When I come across an artist in my travels and give them a days notice to visit, it always comes with a bit of trepidation....are they welcome to me calling with such short notice...will they have anything to show me...will they be open to having their works on our shelves at Kina...have they even heard of Kina???
I imagine the artist is just as apprehensive about some stranger making contact eagerly asking if they can visit, take photos, and possibly take away artworks as they need to leave and head back to Taranaki in the next 24hours!
My visit to Maria was just this, spontaneous. It was a lovely morning visit to Maria's home studio, where she showed me her works from the past decade....one talented artist and one happy gallery owner.
After arriving in Rotorua from Switzerland and being introduced to Maori culture and art Maria was fascinated by flax weaving. She attended Waiariki Polytechnic (now Toi Ohamai) in Rotorua in 2010 and learnt the basic weaving technique from her teacher Richard Kereopa. She then studied for two years under Melata Bennett at Te Wananga o Aotearoa Rotorua. Her skills further developed while studying at Te Puia, the National Weaving School - Te Rito.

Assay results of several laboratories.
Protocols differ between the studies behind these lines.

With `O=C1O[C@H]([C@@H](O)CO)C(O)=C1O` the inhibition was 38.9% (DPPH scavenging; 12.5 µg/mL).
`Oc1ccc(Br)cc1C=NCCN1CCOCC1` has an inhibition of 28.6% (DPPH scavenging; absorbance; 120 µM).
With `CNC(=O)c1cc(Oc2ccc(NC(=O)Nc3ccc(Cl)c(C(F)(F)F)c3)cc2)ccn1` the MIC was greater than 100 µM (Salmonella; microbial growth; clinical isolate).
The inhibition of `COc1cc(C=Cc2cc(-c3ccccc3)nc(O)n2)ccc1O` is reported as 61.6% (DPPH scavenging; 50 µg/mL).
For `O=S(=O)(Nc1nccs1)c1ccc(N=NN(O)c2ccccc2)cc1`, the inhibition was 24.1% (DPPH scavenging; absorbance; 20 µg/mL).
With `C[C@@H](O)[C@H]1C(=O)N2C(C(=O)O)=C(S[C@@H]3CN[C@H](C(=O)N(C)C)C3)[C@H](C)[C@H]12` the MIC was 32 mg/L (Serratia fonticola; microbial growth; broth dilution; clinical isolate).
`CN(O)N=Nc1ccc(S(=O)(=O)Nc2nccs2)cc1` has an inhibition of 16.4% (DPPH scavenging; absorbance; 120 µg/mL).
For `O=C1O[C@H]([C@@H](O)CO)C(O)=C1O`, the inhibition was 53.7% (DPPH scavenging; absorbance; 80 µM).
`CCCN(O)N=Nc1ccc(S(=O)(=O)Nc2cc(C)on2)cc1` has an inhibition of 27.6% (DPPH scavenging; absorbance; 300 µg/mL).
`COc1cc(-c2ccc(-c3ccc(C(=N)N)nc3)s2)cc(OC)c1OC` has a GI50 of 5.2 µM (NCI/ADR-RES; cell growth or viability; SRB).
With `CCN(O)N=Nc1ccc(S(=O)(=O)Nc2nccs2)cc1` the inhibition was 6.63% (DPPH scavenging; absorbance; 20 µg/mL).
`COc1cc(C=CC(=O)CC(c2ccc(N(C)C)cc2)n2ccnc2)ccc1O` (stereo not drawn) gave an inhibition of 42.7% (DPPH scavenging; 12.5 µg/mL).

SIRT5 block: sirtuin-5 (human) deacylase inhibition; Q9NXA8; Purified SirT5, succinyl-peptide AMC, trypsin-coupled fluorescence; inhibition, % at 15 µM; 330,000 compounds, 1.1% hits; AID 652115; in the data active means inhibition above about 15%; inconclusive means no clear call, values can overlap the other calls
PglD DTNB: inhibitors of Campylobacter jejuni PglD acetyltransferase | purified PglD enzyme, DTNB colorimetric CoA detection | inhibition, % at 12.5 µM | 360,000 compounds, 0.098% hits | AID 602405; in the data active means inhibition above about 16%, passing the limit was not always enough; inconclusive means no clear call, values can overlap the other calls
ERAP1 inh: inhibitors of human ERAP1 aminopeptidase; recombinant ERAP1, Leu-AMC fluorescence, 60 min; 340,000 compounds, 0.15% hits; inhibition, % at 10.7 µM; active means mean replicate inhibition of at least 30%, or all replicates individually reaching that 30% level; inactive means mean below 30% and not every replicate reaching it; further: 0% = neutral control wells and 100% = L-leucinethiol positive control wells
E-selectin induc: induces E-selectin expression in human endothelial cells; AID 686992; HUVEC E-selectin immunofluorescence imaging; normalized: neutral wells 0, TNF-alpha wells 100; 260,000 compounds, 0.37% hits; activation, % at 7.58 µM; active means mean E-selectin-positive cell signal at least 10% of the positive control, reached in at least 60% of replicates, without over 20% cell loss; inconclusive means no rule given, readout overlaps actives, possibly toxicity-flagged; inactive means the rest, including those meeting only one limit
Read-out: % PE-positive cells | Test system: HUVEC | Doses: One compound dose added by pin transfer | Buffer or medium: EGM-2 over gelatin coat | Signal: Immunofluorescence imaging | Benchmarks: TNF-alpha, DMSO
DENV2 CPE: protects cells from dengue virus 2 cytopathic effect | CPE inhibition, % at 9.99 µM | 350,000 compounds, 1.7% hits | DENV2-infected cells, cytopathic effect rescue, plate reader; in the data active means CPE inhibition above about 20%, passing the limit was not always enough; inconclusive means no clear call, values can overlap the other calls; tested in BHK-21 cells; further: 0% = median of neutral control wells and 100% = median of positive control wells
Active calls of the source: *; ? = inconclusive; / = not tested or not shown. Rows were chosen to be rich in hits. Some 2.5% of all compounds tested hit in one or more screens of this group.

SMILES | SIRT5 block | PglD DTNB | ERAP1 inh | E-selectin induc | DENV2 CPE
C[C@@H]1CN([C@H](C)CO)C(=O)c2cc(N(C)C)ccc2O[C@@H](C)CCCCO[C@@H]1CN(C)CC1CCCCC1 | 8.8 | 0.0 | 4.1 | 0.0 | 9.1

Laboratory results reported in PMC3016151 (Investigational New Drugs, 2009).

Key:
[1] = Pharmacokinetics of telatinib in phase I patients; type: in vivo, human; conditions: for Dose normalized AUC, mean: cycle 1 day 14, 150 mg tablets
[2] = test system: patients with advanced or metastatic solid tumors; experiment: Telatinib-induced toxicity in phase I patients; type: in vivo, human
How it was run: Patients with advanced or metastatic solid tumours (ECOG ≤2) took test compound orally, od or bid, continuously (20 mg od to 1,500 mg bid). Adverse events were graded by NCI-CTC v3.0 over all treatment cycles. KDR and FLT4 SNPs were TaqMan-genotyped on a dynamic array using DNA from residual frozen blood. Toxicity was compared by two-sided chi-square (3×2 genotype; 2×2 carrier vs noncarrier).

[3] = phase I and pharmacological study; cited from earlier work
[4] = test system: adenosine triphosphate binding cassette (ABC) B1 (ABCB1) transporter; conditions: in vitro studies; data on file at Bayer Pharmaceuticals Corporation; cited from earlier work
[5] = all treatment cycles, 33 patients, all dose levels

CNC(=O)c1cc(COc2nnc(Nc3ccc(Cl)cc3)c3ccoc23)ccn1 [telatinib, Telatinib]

While learning the technique of weaving, Maria was drawn to the warmth of the Maori culture and throughout my visit the appreciation and respect for this was always present. Her knowledge of traditional māori tikanga (protocol) was vast and it was a real pleasure to see a visitor to our country embrace it with such authenticity.
Maria weaves with harakeke (New Zealand flax) grown around Rotorua. The harakeke that she uses is carefully chosen from different pa harakeke (flax sites) according to the characteristics required for the article. She uses the muka (fibre) of harakeke to plait the handles, and colours the kete with commercial dyes. Most of her products can safely be taken to foreign countries including Australia the US and Europe.
Maria has expressed her weaving through piupiu, taniko, pake and maro but it is kete whakairo (baskets) and kupenga (fishing net technique) that she enjoys creating best. She also weaves whariki (floor mats) and wall-hangings.
Kina currently holds a variety of woven pieces from Maria in the kete whakairo, kono and wall hanging styles. To see these click here